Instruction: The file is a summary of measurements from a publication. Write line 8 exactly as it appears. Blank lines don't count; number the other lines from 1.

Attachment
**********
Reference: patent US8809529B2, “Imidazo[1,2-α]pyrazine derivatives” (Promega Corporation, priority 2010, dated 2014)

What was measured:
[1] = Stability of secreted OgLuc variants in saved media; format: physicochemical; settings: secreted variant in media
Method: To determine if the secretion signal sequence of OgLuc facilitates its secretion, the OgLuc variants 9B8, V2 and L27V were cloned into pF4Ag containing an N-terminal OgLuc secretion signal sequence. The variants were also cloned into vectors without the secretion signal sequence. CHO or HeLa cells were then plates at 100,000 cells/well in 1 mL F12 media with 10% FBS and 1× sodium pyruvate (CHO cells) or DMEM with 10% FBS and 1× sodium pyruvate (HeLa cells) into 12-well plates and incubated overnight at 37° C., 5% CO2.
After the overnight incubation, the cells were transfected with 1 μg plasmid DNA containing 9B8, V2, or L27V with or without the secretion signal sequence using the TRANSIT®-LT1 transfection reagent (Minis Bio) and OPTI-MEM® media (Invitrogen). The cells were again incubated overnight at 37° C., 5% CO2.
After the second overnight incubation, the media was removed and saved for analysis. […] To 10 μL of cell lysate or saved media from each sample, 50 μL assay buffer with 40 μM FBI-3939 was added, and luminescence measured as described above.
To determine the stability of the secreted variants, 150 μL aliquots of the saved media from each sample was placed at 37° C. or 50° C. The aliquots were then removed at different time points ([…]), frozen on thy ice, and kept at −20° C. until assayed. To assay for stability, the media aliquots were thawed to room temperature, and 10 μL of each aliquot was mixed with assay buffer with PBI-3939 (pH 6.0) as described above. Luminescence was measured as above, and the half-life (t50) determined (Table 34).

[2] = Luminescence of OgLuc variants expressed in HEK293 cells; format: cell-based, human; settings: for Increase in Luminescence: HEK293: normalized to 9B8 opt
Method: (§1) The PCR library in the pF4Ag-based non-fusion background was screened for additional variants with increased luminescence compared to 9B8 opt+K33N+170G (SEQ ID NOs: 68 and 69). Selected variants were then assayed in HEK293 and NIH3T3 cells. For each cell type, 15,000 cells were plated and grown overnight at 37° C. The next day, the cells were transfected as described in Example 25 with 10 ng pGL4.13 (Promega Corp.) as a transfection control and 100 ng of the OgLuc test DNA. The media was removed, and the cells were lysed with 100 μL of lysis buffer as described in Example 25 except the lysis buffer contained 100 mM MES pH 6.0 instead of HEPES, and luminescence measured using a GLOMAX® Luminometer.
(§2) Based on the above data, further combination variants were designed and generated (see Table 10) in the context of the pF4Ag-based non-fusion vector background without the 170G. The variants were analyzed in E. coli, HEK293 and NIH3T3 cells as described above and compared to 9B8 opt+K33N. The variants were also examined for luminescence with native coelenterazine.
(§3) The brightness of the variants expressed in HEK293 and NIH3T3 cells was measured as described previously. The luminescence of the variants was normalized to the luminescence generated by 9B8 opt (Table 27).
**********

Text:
[2] = Luminescence of OgLuc variants expressed in HEK293 cells; format: cell-based, human; settings: for Increase in Luminescence: HEK293: normalized to 9B8 opt